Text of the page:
As stated, this was more of a curiosity. What I found was that the rating of the QB (composite) was statistically significant in its correlation to performance against P5 defenses in week one (p = 0.04).
As this scatterplot shows, the higher a QB was rated, the more likely he was to have success in week one. That little dot in the lower right-hand corner is the aforementioned Hunter Johnson. Of note, if a player was unrated, I assigned a .7900 rating and 2 stars. That is why you see the line of players to the left.
After all was said and done, Franks ranked number one overall when controlling for the strength of opposing defense faced in week one. When adjusting for P5 opponents, Franks had the 8th best performance while facing the 13th best defense. I simply added these two ranks scores together, giving a score of 21 points (fewer points are better because the lower something is ranked, the better it is). Here are the final standings:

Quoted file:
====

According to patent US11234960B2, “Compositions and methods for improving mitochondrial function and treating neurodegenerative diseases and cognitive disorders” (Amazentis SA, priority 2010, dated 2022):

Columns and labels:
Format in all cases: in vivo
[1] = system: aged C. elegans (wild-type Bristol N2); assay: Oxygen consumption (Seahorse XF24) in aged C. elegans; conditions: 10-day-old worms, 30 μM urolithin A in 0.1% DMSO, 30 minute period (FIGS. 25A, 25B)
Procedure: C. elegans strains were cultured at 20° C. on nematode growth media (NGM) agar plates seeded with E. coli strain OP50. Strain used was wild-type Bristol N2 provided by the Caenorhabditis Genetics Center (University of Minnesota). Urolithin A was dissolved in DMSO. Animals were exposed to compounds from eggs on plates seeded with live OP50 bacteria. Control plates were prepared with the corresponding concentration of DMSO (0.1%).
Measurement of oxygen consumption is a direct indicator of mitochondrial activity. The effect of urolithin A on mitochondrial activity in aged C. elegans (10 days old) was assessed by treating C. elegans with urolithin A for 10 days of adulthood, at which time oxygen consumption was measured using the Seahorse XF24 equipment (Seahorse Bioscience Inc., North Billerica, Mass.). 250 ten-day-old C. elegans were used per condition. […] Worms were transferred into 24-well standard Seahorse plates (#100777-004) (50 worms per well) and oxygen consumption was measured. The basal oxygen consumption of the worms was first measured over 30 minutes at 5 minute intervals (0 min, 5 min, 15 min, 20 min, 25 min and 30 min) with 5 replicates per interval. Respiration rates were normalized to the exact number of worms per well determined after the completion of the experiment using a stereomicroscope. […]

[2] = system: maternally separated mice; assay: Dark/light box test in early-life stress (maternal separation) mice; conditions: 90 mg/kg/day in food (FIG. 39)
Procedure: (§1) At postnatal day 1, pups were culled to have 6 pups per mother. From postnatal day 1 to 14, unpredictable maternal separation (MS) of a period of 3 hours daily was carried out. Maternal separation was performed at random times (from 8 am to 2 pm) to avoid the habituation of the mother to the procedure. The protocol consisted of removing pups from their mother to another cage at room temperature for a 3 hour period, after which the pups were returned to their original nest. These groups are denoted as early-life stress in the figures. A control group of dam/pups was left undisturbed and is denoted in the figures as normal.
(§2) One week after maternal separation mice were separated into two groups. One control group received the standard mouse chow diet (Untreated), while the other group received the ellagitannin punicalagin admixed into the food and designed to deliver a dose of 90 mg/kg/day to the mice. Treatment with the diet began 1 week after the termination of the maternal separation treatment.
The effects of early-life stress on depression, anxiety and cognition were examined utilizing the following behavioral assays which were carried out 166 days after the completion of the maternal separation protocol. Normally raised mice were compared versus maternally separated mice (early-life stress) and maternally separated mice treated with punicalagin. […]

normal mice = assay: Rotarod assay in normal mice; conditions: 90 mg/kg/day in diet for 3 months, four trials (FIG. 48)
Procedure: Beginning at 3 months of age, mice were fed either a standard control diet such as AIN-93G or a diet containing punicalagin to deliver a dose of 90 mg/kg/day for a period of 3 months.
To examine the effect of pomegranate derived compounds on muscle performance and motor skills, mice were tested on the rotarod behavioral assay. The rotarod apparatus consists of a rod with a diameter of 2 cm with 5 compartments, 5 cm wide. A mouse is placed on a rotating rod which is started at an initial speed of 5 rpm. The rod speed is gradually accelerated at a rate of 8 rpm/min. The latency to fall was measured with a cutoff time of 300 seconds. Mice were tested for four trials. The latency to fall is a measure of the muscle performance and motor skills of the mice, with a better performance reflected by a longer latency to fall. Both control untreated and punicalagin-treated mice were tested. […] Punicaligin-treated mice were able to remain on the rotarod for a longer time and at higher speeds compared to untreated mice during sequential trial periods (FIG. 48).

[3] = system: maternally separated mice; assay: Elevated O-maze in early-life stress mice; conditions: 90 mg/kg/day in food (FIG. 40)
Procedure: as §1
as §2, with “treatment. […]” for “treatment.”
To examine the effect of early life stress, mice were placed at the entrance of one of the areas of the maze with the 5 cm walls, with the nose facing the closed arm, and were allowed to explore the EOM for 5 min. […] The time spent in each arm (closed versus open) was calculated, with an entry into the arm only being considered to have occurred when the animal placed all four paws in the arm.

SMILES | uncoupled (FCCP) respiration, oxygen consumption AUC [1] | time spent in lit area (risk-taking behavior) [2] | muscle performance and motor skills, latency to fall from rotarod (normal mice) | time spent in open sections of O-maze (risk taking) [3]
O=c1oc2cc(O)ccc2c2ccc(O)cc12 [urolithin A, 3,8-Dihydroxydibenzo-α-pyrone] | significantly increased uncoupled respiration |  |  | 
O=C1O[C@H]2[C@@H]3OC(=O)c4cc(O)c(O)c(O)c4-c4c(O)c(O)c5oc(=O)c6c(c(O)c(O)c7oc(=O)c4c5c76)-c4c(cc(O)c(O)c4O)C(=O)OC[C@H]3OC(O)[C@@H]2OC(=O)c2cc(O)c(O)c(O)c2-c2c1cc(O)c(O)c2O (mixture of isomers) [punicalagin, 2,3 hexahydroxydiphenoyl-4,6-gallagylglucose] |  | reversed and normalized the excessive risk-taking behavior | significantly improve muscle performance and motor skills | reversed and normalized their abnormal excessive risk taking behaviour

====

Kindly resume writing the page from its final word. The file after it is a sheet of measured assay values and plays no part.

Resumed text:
|Feleipe Franks||Florida||Miami (FL)||13||8||21||1|
|Jarren Williams||Miami (FL)||Florida||14||11||25||2|
|Levi Lewis||Louisiana||Mississippi State||2||27||29||3|
|Zach Smith||Tulsa||Michigan State||5||30||35||6|
|Sam Howell||North Carolina||South Carolina||38||3||41||7|
|Ryan Willis||Virginia Tech||Boston College||32||12||44||9|
|J’mar Smith||Louisiana Tech||Texas||33||16||49||12|
|Colin Hill||Colorado State||Colorado||40||10||50||14|
|Anthony Brown||Boston College||Virginia Tech||48||4||52||16|
|Woody Barrett||Kent State||Arizona State||29||25||54||17|
|Chris Robison||Florida Atlantic||Ohio State||31||26||57||18|